Tony Crocker wrote:I believe that was an ice storm in 1998, another of the delightful anomalies of eastern weather that I have never seen out here. I do not believe that wind alone can do that level of damage though.
Talking about the 1998 as a simply anomaly simply downplayed the impact and damage this cause. It was an exception event which hadn't been seen in over one generation if not more.
Ice storm where people living in the rural part of Ottawa didn't have any electricity in 21 days. Many parts of south of Montreal were out for the same amount of time. A few weeks after that ice storm, there was indeed a wind storm that affected the high peaks in the Greens. The article doesn't mentioned in term of ski areas, but I remember that the ice storm affected many trees in the Gap between WF and Lake Placid and higher up the ski area were affected as well as places like Sutton and most of MRG. I know the wind affect and aggravated the situation of the trees at the top of MRG.
http://en.wikipedia.org/wiki/North_Amer ... rm_of_1998
Many power lines broke and over 1,000 pylons collapsed in chain reactions under the weight of the ice, leaving more than 4 million people without electricity, most of them in southern Quebec, western New Brunswick and Eastern Ontario, some of them for an entire month. At least twenty-five people died in the areas affected by the ice, primarily from hypothermia, according to Environment Canada.
The loss of electrical power also greatly affected pig and cattle farmers, as they could no longer provide water or adequate ventilation to their barns full of livestock, leading to the death of many animals. Many barns also collapsed under the weight of the ice, killing the animals trapped inside.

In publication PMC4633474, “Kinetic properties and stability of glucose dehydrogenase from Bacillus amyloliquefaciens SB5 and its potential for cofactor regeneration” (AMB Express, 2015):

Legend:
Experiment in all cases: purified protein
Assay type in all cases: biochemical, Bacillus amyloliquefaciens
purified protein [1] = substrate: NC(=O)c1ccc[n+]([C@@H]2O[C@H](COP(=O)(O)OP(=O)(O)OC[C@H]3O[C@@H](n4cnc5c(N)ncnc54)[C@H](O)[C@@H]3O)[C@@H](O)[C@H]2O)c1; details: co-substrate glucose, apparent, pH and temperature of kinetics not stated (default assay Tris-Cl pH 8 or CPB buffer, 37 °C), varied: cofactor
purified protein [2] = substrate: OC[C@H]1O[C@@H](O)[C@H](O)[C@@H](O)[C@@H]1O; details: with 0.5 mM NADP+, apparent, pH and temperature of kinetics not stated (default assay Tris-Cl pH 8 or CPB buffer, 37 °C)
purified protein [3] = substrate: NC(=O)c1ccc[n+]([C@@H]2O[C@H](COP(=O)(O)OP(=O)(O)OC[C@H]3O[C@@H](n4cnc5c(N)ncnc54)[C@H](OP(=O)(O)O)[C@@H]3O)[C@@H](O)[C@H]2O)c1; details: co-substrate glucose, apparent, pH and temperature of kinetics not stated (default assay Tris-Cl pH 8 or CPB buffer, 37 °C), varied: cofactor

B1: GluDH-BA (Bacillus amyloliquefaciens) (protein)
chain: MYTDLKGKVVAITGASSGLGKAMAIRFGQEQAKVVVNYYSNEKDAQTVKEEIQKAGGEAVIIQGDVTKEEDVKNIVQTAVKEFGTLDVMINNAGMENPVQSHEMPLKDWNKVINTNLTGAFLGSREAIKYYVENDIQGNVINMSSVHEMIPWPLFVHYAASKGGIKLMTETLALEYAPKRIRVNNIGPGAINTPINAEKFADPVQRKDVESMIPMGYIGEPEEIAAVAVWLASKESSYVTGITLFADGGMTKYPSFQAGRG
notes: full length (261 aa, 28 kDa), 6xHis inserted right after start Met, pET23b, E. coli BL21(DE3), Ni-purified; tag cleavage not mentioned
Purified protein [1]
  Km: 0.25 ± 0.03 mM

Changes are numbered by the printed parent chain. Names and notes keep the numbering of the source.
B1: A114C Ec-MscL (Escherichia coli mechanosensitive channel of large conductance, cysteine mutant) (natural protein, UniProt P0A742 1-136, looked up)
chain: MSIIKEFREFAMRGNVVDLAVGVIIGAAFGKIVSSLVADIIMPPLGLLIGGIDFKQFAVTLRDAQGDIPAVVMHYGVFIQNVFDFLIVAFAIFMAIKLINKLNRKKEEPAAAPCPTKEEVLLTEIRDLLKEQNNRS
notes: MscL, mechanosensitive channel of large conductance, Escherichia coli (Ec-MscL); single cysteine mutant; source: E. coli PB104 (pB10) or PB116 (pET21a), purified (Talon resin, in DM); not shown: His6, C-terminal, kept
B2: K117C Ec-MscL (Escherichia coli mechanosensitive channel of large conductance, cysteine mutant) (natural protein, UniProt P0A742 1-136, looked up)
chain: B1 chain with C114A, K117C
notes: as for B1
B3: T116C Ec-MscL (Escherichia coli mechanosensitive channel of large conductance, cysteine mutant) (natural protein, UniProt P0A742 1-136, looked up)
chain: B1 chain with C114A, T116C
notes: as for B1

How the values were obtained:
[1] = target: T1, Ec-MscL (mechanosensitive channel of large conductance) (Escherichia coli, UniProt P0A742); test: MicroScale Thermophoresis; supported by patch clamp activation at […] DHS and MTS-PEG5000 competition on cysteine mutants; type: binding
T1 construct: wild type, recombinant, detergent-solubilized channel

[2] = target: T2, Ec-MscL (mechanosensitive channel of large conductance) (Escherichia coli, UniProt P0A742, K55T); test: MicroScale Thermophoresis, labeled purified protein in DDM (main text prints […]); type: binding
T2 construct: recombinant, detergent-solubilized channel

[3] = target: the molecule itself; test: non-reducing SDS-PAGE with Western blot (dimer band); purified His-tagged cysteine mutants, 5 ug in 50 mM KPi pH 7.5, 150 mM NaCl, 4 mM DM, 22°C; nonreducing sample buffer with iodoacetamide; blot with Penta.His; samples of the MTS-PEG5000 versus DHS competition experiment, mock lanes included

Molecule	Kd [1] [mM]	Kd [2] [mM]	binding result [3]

Millions of trees were brought down by the weight of ice around the affected areas. As many trees were damaged or fell by the heavy ice, the maple syrup and orchard regions suffered heavy blows and massive losses in the storm; Quebec's maple sugar industry, the largest in the world, was devastated. As another example, 5,000 trees in Montreal's Mount Royal Park had to be cut, 80% (140,000) of the rest were damaged to different degrees and had to be trimmed, a large number severely. The mountain park looked more like a logging camp than a nature oasis for many weeks.
Critically, about 1,000 steel electrical pylons (said, in Quebec, to be the most solid in the world) and 35,000 wooden utility poles were crushed and crumpled by the weight of the ice, further damaging power supply and hampering the return of electricity. Teams were brought in from places such as Prince Edward Island and Nova Scotia, along with teams from the United States and the Canadian Forces, to help restore power to affected homes in eastern Ontario and western Quebec.
Roughly 700,000 of Maine's 1.2 million residents were without electricity, the Maine National Guard was mobilized, and hundreds of utility crews from as far away as North Carolina arrived to help.
Three weeks after the end of the ice storm, there were still thousands of people without electricity. In Quebec alone, 150,000 persons were without electricity as of January 28. Estimates of material damages reached around $2 billion Canadian for Quebec alone. Overall estimates are around $4-6 billion US for all the areas affected. Damage to the power grid was so severe that major rebuilding, not repairing, of the electrical grid had to be undertaken.